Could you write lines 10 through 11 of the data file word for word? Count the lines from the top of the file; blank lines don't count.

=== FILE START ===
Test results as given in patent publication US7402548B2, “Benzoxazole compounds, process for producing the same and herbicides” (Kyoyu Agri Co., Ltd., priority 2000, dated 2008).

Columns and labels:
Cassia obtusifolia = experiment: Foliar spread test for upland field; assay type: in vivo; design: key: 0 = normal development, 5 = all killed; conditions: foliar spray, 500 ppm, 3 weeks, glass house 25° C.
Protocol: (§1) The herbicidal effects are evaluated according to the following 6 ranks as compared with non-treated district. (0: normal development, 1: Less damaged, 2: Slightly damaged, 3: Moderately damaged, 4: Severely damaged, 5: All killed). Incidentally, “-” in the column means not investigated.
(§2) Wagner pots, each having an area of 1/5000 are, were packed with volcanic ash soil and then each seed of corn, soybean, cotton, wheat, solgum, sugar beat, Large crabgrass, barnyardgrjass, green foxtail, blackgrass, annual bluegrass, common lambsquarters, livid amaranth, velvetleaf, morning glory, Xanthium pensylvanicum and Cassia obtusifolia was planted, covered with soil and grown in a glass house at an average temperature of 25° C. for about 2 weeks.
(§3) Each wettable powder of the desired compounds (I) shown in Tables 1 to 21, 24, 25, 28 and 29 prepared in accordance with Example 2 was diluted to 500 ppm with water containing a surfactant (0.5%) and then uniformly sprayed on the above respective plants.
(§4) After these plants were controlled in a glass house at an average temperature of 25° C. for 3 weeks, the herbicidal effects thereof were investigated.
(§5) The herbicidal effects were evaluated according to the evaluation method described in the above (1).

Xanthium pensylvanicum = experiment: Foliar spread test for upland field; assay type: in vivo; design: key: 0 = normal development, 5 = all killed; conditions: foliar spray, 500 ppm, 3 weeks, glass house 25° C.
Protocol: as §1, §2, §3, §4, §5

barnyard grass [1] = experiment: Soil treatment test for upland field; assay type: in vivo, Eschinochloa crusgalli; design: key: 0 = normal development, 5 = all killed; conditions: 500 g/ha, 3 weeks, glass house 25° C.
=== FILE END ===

Protocol: as §1, §2, §3, §4, §5

barnyard grass [1] = experiment: Soil treatment test for upland field; assay type: in vivo, Eschinochloa crusgalli; design: key: 0 = normal development, 5 = all killed; conditions: 500 g/ha, 3 weeks, glass house 25° C.